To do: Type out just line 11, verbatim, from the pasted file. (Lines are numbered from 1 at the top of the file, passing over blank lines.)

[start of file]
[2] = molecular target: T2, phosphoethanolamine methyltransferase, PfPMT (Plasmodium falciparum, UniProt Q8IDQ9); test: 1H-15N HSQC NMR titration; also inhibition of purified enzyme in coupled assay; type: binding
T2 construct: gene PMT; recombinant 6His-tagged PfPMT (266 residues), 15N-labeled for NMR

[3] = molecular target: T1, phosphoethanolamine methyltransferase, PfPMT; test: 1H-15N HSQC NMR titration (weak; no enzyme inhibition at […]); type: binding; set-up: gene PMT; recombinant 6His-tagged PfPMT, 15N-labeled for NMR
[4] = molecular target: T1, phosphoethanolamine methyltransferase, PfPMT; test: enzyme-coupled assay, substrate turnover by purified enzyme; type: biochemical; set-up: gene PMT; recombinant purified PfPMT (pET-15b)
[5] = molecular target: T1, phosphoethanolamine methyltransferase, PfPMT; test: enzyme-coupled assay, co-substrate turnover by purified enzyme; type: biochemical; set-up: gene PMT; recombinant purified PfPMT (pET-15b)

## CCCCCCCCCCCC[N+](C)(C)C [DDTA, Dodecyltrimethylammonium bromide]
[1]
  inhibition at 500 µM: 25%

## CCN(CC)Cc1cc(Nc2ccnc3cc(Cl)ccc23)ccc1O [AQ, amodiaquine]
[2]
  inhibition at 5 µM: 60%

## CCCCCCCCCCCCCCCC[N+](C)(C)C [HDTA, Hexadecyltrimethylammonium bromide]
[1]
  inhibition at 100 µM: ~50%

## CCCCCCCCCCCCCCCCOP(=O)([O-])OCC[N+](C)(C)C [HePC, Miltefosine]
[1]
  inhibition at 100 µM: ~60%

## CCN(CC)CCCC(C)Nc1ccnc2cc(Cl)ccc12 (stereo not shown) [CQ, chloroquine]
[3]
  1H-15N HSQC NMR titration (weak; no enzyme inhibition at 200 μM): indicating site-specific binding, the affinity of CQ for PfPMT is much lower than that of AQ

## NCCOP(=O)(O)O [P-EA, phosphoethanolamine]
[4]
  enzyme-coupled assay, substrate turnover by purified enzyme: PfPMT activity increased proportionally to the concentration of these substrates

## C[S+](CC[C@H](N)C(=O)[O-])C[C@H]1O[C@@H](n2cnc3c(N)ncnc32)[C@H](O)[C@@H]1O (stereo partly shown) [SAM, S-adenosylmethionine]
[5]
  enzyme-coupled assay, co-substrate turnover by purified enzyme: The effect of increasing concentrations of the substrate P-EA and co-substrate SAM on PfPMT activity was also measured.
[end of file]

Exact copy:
  inhibition at 5 µM: 60%